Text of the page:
Jane Palmer is the Program Director for Give Something Back Minnesota. She holds a bachelor’s degree in Sociology and Corrections, as well as a master’s degree in Human Services Planning and Administration. Jane brings extensive experience in working with youth and families affected by poverty, incarceration, trauma, and other barriers to overall well-being. This includes work in the criminal justice system, a non-profit mentoring program, and a disability ministry for adults and families with special needs.
Give Back’s “Why We Strive” fall programming centers around personal budgeting. The programming was developed to highlights a core competency, sub-competency, and personal learning objective of economic stability, financial literacy, and personal budgeting, respectively.
Bitten by the ice of the alpine winds, their feet sloshed through the puddled volcanic gravel in the dead of night. The fiery roar of Volcan de Fuego sounded off in the distance.
A Give Back scholar and junior at Lewis, Gracie juggles a busy schedule as a double major in History and Theology, and a Donnelly Grant Intern working on preserving Joliet-era history in the university’s Adelmann Regional History Collection. Through her studies, Gracie intends to pursue a PhD in History, with a concentration in the British or Latin Empire, to ultimately teach at the collegiate level.
Organized by Kansas Program Director Katie Latta and Illinois Student Coach Shannon Labus, the summer excursion exposed a small group of Give Back Careers students, ranging from incoming freshmen to juniors in high school throughout Kansas, to life in higher education while giving them the chance to learn more about the various opportunities at their fingertips.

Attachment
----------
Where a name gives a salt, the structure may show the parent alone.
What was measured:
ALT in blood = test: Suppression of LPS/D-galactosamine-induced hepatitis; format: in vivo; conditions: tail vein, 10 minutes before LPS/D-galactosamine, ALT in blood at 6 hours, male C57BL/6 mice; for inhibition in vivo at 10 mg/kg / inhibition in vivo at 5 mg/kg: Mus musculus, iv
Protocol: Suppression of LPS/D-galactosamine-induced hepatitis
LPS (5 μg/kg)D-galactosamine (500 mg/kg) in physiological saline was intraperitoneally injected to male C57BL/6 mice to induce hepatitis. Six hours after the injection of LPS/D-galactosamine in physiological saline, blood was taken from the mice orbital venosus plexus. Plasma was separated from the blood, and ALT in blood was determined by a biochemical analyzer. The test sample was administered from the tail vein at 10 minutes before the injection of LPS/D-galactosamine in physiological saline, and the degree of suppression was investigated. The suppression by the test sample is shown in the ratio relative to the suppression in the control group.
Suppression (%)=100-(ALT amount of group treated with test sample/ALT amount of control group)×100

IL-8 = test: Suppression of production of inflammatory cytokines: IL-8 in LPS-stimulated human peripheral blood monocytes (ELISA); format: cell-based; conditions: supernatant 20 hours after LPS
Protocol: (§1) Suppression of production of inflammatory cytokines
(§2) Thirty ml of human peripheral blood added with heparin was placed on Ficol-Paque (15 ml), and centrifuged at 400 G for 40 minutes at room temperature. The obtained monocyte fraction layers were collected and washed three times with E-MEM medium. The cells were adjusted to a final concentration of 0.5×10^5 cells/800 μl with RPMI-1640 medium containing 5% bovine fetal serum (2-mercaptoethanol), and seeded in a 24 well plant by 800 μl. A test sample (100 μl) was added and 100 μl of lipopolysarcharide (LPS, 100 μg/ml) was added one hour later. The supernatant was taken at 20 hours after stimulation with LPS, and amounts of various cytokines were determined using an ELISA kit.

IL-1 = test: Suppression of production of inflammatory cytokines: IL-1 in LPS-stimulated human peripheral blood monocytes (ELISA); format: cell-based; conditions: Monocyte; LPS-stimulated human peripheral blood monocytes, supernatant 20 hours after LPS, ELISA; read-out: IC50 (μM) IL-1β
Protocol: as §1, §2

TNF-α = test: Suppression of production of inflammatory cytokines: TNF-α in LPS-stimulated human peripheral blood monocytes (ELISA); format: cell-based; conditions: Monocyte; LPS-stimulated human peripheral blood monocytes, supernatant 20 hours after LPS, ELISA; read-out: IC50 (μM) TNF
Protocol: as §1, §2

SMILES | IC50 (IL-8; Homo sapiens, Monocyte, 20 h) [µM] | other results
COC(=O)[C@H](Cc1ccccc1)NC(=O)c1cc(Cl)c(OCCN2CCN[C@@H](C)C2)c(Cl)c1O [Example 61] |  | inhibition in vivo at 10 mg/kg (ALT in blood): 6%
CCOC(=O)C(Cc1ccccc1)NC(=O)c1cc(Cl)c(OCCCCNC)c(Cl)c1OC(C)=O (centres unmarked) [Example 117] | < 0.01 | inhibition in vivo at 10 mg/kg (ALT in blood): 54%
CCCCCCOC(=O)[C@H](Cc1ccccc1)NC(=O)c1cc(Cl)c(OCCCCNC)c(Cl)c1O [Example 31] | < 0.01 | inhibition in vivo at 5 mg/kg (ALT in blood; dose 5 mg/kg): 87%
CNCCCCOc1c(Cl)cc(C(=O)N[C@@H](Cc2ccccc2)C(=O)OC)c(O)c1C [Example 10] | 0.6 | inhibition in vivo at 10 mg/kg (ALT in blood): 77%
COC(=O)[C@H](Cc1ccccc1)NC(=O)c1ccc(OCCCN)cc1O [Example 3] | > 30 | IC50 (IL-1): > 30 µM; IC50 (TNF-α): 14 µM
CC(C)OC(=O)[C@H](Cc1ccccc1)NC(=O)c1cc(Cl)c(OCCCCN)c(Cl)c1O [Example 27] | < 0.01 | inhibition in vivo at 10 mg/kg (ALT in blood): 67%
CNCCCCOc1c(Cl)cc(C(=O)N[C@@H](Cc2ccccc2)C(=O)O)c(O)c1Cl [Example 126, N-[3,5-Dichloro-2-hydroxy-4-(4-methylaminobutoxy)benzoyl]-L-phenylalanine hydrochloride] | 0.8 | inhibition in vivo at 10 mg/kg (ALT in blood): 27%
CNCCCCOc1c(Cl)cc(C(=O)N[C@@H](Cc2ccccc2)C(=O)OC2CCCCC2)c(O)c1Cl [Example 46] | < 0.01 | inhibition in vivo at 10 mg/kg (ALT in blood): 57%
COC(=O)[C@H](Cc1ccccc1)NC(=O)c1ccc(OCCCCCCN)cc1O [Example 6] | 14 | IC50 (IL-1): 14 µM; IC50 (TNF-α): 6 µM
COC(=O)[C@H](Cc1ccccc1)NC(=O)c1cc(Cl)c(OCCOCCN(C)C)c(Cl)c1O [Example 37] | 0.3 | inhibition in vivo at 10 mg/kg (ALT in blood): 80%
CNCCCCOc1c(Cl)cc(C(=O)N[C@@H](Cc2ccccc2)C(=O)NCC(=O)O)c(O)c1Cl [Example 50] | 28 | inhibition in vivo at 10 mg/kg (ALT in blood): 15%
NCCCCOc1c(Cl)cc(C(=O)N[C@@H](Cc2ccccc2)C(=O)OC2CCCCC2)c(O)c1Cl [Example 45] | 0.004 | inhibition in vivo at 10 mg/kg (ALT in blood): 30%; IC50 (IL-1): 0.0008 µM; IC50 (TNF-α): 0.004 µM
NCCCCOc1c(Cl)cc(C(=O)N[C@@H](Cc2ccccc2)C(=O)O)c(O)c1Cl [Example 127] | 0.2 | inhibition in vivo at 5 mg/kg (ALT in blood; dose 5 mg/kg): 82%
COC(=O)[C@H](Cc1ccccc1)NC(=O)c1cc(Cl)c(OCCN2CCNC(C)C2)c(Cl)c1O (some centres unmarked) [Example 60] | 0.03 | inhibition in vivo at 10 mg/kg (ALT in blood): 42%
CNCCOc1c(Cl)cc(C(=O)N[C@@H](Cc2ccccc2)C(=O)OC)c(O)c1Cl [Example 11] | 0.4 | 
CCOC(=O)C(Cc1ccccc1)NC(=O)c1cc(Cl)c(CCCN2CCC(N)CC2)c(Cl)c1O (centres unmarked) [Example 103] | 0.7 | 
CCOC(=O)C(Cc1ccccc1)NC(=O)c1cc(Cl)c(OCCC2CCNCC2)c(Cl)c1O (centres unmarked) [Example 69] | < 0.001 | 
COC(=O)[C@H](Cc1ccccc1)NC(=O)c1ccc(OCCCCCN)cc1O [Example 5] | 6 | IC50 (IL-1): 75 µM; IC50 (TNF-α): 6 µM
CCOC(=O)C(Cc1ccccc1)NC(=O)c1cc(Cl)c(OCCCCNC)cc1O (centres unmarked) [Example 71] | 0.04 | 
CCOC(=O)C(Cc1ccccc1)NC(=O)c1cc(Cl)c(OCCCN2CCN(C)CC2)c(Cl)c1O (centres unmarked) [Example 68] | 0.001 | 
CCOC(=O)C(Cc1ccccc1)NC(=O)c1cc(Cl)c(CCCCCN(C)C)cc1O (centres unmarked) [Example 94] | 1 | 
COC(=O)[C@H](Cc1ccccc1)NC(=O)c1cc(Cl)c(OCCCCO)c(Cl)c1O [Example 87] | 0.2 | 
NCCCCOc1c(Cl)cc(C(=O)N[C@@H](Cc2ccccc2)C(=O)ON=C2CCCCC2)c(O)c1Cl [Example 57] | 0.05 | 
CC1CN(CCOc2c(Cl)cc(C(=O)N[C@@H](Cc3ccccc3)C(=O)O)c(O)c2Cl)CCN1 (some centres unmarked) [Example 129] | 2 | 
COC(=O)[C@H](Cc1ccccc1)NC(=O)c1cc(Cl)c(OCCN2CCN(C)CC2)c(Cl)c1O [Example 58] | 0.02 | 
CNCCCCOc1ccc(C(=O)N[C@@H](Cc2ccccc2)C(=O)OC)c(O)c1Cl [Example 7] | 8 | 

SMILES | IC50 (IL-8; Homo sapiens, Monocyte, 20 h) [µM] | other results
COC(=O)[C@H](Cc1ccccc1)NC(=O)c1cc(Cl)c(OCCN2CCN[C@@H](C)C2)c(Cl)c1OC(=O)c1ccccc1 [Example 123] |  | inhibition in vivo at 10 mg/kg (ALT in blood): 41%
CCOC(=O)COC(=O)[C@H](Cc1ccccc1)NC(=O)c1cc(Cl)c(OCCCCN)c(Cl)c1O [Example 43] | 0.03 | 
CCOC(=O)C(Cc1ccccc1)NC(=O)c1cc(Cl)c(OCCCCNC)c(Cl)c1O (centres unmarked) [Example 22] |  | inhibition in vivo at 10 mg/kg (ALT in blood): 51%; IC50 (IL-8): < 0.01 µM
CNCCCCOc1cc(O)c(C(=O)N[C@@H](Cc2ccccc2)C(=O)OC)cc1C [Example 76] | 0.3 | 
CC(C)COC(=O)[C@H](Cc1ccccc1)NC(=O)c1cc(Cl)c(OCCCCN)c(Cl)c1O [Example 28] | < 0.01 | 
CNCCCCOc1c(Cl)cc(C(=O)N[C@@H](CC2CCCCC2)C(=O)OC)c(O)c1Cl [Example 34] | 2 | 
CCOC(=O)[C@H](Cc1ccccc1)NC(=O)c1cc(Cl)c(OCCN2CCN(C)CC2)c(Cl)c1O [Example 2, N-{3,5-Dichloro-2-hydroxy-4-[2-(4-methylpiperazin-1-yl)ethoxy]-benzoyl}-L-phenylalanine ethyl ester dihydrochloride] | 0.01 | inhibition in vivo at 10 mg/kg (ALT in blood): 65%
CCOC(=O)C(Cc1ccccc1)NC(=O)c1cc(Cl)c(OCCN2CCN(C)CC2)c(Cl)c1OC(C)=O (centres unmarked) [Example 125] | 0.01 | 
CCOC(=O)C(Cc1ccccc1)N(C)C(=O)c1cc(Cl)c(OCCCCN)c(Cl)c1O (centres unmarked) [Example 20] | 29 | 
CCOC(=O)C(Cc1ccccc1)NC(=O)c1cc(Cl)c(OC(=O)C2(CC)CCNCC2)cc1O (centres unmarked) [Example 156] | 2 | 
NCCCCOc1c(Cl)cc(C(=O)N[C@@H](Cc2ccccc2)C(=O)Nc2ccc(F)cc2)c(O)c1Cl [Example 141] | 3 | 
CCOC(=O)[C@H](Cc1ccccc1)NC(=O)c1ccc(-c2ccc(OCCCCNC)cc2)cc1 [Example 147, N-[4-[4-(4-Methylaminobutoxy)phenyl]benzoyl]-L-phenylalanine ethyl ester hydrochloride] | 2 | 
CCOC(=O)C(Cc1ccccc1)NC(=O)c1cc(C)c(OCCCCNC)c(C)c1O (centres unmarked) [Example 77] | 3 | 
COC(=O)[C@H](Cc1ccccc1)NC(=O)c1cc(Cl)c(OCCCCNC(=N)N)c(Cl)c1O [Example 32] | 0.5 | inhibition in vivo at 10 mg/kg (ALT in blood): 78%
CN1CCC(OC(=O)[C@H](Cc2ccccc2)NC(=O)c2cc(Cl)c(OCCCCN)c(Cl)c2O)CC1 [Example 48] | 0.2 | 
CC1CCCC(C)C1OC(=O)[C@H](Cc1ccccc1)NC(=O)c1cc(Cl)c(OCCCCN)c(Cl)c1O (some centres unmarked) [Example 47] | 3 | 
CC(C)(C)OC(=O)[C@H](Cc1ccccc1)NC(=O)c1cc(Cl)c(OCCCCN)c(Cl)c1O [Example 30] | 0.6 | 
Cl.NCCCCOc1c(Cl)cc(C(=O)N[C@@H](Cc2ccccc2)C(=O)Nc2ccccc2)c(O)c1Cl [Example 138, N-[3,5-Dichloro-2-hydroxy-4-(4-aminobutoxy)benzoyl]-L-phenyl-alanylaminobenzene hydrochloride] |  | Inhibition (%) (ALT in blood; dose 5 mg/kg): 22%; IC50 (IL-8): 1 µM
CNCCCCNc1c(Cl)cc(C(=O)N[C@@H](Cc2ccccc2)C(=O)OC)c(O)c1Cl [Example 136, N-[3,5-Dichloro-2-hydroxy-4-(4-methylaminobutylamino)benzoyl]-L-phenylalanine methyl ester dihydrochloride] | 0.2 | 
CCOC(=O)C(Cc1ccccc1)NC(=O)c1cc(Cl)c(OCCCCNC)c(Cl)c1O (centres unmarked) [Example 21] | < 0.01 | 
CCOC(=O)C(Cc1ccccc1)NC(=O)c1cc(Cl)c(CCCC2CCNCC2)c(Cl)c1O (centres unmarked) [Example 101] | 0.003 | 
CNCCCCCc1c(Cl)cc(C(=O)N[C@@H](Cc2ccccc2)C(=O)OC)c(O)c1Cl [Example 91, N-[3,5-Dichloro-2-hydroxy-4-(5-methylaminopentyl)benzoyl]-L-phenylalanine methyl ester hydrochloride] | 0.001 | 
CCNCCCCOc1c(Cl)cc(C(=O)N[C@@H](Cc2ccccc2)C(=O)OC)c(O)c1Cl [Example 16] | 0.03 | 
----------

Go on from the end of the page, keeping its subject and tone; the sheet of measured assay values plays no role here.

Amidst the chaos of finals, an ongoing global pandemic, and preparing for the new school year, relaxing your mind and recharging your batteries is not always a walk in the park. But prioritizing your mental health and making time for the things you enjoy most is essential for your overall success and wellbeing.
As illustrated in the poetry of one of the most prolific and revered rappers of all time, no matter where you come from and what you have experienced, you can and will still blossom. Even engulfed in concrete–in an environment where almost everything might be holding you back and telling you otherwise–remember that you are beautiful, you are strong, and you can rise above to flourish and reach your dreams.
Earlier this summer, Alexandria Wilson traveled to Memphis, Tennessee to attend a two-week intensive academic, community, and field experience where students from across the country learned about issues pertaining to social justice and inequity, particularly for people living in poverty and on the margins.